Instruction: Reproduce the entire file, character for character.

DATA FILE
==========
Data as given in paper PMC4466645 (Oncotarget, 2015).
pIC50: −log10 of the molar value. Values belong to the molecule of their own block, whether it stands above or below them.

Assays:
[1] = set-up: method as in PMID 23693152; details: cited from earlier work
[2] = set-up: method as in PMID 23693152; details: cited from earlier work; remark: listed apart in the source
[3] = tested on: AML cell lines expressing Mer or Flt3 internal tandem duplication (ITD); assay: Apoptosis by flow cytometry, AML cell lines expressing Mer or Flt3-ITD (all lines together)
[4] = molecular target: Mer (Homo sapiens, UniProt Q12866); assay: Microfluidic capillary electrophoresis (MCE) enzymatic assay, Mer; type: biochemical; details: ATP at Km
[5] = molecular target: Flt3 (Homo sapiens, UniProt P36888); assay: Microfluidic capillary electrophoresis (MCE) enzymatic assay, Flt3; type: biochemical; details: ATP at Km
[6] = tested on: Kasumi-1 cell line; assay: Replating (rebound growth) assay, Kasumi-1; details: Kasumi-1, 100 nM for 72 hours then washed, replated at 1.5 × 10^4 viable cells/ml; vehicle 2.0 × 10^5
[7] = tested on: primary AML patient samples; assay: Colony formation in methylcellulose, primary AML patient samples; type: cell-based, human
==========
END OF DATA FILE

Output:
Data as given in paper PMC4466645 (Oncotarget, 2015).
pIC50: −log10 of the molar value. Values belong to the molecule of their own block, whether it stands above or below them.

Assays:
[1] = set-up: method as in PMID 23693152; details: cited from earlier work
[2] = set-up: method as in PMID 23693152; details: cited from earlier work; remark: listed apart in the source
[3] = tested on: AML cell lines expressing Mer or Flt3 internal tandem duplication (ITD); assay: Apoptosis by flow cytometry, AML cell lines expressing Mer or Flt3-ITD (all lines together)
[4] = molecular target: Mer (Homo sapiens, UniProt Q12866); assay: Microfluidic capillary electrophoresis (MCE) enzymatic assay, Mer; type: biochemical; details: ATP at Km
[5] = molecular target: Flt3 (Homo sapiens, UniProt P36888); assay: Microfluidic capillary electrophoresis (MCE) enzymatic assay, Flt3; type: biochemical; details: ATP at Km
[6] = tested on: Kasumi-1 cell line; assay: Replating (rebound growth) assay, Kasumi-1; details: Kasumi-1, 100 nM for 72 hours then washed, replated at 1.5 × 10^4 viable cells/ml; vehicle 2.0 × 10^5
[7] = tested on: primary AML patient samples; assay: Colony formation in methylcellulose, primary AML patient samples; type: cell-based, human